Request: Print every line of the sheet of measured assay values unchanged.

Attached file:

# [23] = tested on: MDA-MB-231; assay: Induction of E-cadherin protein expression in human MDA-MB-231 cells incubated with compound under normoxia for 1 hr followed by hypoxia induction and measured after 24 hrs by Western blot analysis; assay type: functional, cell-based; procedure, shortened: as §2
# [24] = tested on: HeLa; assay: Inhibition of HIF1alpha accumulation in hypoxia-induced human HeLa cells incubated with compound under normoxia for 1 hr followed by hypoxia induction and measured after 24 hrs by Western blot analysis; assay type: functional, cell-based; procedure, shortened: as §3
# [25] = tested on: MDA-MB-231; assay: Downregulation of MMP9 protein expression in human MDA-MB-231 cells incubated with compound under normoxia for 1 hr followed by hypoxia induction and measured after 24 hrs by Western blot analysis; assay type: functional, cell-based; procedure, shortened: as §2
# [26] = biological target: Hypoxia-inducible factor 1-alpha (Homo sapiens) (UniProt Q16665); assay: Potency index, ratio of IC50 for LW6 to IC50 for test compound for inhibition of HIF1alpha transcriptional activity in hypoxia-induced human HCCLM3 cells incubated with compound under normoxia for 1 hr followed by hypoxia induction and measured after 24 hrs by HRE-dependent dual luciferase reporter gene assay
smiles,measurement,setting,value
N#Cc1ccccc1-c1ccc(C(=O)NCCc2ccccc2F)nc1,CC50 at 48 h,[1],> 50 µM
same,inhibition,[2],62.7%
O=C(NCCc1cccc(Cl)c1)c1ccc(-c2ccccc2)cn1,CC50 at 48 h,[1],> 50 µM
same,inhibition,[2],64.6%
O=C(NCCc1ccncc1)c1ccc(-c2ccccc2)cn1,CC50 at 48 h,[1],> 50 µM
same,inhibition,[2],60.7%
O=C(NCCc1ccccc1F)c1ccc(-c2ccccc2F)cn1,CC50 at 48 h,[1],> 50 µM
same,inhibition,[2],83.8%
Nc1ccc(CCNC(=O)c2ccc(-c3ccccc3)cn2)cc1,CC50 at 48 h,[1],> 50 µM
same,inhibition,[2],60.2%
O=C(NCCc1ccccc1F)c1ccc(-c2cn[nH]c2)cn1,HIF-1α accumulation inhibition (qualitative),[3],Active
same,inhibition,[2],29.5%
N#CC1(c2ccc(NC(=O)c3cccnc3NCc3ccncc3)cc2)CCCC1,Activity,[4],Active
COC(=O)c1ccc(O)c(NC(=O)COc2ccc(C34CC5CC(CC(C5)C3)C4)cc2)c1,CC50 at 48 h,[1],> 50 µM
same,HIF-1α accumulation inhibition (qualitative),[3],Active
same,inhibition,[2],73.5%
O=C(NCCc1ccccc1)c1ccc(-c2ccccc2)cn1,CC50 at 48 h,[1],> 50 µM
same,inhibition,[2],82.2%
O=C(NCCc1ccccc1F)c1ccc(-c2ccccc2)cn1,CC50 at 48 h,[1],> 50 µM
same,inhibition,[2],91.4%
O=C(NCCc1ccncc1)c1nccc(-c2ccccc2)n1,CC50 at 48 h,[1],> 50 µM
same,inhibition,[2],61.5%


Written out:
# [23] = tested on: MDA-MB-231; assay: Induction of E-cadherin protein expression in human MDA-MB-231 cells incubated with compound under normoxia for 1 hr followed by hypoxia induction and measured after 24 hrs by Western blot analysis; assay type: functional, cell-based; procedure, shortened: as §2
# [24] = tested on: HeLa; assay: Inhibition of HIF1alpha accumulation in hypoxia-induced human HeLa cells incubated with compound under normoxia for 1 hr followed by hypoxia induction and measured after 24 hrs by Western blot analysis; assay type: functional, cell-based; procedure, shortened: as §3
# [25] = tested on: MDA-MB-231; assay: Downregulation of MMP9 protein expression in human MDA-MB-231 cells incubated with compound under normoxia for 1 hr followed by hypoxia induction and measured after 24 hrs by Western blot analysis; assay type: functional, cell-based; procedure, shortened: as §2
# [26] = biological target: Hypoxia-inducible factor 1-alpha (Homo sapiens) (UniProt Q16665); assay: Potency index, ratio of IC50 for LW6 to IC50 for test compound for inhibition of HIF1alpha transcriptional activity in hypoxia-induced human HCCLM3 cells incubated with compound under normoxia for 1 hr followed by hypoxia induction and measured after 24 hrs by HRE-dependent dual luciferase reporter gene assay
smiles,measurement,setting,value
N#Cc1ccccc1-c1ccc(C(=O)NCCc2ccccc2F)nc1,CC50 at 48 h,[1],> 50 µM
same,inhibition,[2],62.7%
O=C(NCCc1cccc(Cl)c1)c1ccc(-c2ccccc2)cn1,CC50 at 48 h,[1],> 50 µM
same,inhibition,[2],64.6%
O=C(NCCc1ccncc1)c1ccc(-c2ccccc2)cn1,CC50 at 48 h,[1],> 50 µM
same,inhibition,[2],60.7%
O=C(NCCc1ccccc1F)c1ccc(-c2ccccc2F)cn1,CC50 at 48 h,[1],> 50 µM
same,inhibition,[2],83.8%
Nc1ccc(CCNC(=O)c2ccc(-c3ccccc3)cn2)cc1,CC50 at 48 h,[1],> 50 µM
same,inhibition,[2],60.2%
O=C(NCCc1ccccc1F)c1ccc(-c2cn[nH]c2)cn1,HIF-1α accumulation inhibition (qualitative),[3],Active
same,inhibition,[2],29.5%
N#CC1(c2ccc(NC(=O)c3cccnc3NCc3ccncc3)cc2)CCCC1,Activity,[4],Active
COC(=O)c1ccc(O)c(NC(=O)COc2ccc(C34CC5CC(CC(C5)C3)C4)cc2)c1,CC50 at 48 h,[1],> 50 µM
same,HIF-1α accumulation inhibition (qualitative),[3],Active
same,inhibition,[2],73.5%
O=C(NCCc1ccccc1)c1ccc(-c2ccccc2)cn1,CC50 at 48 h,[1],> 50 µM
same,inhibition,[2],82.2%
O=C(NCCc1ccccc1F)c1ccc(-c2ccccc2)cn1,CC50 at 48 h,[1],> 50 µM
same,inhibition,[2],91.4%
O=C(NCCc1ccncc1)c1nccc(-c2ccccc2)n1,CC50 at 48 h,[1],> 50 µM
same,inhibition,[2],61.5%